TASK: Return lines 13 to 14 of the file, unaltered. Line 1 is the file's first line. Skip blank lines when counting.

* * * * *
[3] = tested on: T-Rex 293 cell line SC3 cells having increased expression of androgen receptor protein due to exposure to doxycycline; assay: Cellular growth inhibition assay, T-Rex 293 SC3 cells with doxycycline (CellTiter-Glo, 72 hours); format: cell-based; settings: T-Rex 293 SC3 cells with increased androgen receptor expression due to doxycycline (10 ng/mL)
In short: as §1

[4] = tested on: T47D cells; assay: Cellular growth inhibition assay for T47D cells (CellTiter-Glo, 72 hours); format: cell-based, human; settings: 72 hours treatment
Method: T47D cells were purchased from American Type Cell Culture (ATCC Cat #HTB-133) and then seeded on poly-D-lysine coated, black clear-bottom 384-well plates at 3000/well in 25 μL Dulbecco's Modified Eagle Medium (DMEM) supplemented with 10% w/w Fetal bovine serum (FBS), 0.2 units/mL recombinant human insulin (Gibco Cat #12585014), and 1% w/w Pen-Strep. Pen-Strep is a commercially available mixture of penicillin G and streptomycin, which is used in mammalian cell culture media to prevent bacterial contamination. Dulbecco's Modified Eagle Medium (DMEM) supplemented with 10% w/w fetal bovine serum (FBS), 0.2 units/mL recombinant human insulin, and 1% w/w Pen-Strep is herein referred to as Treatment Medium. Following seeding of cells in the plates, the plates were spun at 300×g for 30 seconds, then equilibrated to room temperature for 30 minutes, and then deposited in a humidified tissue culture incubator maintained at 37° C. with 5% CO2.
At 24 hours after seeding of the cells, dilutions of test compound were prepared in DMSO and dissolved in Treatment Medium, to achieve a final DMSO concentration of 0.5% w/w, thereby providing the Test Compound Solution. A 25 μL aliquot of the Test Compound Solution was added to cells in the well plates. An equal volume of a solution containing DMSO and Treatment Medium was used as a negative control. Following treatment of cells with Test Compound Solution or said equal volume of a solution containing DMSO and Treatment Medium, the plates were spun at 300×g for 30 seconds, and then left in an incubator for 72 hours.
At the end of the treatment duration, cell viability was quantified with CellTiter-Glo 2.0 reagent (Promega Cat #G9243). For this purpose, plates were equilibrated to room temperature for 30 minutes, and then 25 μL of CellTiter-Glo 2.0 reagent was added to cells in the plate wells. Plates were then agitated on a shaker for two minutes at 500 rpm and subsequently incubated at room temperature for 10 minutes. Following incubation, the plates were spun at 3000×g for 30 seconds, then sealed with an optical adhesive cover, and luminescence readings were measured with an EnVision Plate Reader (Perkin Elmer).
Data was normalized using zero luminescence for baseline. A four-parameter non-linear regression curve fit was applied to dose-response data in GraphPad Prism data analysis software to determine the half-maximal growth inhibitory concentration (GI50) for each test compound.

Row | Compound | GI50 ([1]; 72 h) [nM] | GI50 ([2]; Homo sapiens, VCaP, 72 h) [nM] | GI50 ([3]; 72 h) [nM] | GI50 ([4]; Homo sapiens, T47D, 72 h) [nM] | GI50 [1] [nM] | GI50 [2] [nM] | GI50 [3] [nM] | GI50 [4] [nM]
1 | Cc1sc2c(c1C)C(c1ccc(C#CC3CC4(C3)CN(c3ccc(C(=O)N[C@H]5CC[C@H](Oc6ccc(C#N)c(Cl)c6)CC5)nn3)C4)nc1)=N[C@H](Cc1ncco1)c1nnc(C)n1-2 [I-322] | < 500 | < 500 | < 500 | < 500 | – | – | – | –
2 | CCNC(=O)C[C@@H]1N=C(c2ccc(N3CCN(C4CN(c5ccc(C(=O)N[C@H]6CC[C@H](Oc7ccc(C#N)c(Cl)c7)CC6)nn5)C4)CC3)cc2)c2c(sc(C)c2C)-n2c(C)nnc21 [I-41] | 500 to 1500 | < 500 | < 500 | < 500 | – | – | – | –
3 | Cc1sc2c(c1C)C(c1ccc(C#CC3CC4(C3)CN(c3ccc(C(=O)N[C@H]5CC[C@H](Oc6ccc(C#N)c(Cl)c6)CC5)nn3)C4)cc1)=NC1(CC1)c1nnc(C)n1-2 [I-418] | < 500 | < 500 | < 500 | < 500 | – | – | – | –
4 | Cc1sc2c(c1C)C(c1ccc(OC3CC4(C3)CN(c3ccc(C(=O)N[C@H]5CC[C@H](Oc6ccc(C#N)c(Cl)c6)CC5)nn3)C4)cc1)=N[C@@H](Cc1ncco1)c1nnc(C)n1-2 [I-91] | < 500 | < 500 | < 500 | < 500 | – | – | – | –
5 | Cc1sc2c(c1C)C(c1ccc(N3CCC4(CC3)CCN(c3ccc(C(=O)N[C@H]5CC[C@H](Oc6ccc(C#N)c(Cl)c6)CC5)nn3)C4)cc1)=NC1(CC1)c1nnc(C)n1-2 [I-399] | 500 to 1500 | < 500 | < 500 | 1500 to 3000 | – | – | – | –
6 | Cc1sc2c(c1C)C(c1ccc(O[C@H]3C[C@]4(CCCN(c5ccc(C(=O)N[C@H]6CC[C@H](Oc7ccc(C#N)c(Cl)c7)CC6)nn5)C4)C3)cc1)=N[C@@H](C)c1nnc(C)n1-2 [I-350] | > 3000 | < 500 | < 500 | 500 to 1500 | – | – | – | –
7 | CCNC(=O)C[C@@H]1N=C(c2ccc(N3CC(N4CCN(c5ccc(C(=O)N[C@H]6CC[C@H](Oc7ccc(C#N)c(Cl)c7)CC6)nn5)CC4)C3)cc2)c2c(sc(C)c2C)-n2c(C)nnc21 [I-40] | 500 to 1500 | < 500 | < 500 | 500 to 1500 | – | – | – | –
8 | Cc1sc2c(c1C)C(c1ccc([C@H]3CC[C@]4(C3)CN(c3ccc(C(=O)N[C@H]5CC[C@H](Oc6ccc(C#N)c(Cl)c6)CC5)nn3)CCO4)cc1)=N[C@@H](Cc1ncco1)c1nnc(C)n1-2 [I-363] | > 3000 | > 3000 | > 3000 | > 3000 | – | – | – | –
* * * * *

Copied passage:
5 | Cc1sc2c(c1C)C(c1ccc(N3CCC4(CC3)CCN(c3ccc(C(=O)N[C@H]5CC[C@H](Oc6ccc(C#N)c(Cl)c6)CC5)nn3)C4)cc1)=NC1(CC1)c1nnc(C)n1-2 [I-399] | 500 to 1500 | < 500 | < 500 | 1500 to 3000 | – | – | – | –
6 | Cc1sc2c(c1C)C(c1ccc(O[C@H]3C[C@]4(CCCN(c5ccc(C(=O)N[C@H]6CC[C@H](Oc7ccc(C#N)c(Cl)c7)CC6)nn5)C4)C3)cc1)=N[C@@H](C)c1nnc(C)n1-2 [I-350] | > 3000 | < 500 | < 500 | 500 to 1500 | – | – | – | –